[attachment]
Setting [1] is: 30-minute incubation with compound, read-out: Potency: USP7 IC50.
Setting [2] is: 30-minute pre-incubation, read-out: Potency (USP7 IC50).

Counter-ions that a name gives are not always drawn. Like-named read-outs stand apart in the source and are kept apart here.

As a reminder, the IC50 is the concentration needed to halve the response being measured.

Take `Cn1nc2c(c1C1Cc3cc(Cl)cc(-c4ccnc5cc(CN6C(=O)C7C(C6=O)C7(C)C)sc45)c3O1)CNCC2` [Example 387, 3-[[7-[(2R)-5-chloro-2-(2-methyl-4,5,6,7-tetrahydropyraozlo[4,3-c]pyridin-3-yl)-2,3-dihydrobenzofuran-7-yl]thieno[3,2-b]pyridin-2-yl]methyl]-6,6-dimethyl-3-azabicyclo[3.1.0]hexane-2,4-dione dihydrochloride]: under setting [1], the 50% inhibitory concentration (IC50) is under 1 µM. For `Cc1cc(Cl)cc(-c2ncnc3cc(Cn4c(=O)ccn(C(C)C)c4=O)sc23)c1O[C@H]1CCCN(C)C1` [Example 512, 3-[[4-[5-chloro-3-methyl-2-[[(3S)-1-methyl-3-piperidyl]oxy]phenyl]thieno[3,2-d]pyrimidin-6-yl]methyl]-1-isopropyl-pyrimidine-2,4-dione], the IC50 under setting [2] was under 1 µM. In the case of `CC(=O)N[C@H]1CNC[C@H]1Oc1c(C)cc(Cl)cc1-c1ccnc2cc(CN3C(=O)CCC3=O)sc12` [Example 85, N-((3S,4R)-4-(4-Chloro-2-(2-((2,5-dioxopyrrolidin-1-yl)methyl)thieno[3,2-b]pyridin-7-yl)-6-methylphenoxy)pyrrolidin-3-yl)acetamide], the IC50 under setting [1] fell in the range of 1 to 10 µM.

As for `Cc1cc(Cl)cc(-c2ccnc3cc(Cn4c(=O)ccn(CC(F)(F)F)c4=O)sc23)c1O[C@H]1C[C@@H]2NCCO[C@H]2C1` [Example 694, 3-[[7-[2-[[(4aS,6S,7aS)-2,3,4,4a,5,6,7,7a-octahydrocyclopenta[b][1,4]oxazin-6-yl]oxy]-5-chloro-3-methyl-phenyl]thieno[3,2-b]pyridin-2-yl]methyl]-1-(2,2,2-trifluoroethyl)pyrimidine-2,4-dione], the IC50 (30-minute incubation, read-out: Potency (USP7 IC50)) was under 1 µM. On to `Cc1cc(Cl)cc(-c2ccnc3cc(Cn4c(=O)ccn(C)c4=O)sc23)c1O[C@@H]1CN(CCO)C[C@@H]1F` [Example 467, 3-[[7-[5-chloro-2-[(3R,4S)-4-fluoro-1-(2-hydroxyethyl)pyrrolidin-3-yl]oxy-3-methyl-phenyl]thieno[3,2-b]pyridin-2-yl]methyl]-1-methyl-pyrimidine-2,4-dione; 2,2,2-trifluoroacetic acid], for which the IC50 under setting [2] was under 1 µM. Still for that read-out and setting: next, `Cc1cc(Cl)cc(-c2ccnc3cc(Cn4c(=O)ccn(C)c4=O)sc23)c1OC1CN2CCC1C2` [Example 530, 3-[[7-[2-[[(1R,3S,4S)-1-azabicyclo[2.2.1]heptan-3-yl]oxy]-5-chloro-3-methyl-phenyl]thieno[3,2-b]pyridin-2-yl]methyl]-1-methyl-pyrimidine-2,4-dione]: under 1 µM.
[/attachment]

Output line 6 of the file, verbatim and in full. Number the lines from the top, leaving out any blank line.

As for `Cc1cc(Cl)cc(-c2ccnc3cc(Cn4c(=O)ccn(CC(F)(F)F)c4=O)sc23)c1O[C@H]1C[C@@H]2NCCO[C@H]2C1` [Example 694, 3-[[7-[2-[[(4aS,6S,7aS)-2,3,4,4a,5,6,7,7a-octahydrocyclopenta[b][1,4]oxazin-6-yl]oxy]-5-chloro-3-methyl-phenyl]thieno[3,2-b]pyridin-2-yl]methyl]-1-(2,2,2-trifluoroethyl)pyrimidine-2,4-dione], the IC50 (30-minute incubation, read-out: Potency (USP7 IC50)) was under 1 µM. On to `Cc1cc(Cl)cc(-c2ccnc3cc(Cn4c(=O)ccn(C)c4=O)sc23)c1O[C@@H]1CN(CCO)C[C@@H]1F` [Example 467, 3-[[7-[5-chloro-2-[(3R,4S)-4-fluoro-1-(2-hydroxyethyl)pyrrolidin-3-yl]oxy-3-methyl-phenyl]thieno[3,2-b]pyridin-2-yl]methyl]-1-methyl-pyrimidine-2,4-dione; 2,2,2-trifluoroacetic acid], for which the IC50 under setting [2] was under 1 µM. Still for that read-out and setting: next, `Cc1cc(Cl)cc(-c2ccnc3cc(Cn4c(=O)ccn(C)c4=O)sc23)c1OC1CN2CCC1C2` [Example 530, 3-[[7-[2-[[(1R,3S,4S)-1-azabicyclo[2.2.1]heptan-3-yl]oxy]-5-chloro-3-methyl-phenyl]thieno[3,2-b]pyridin-2-yl]methyl]-1-methyl-pyrimidine-2,4-dione]: under 1 µM.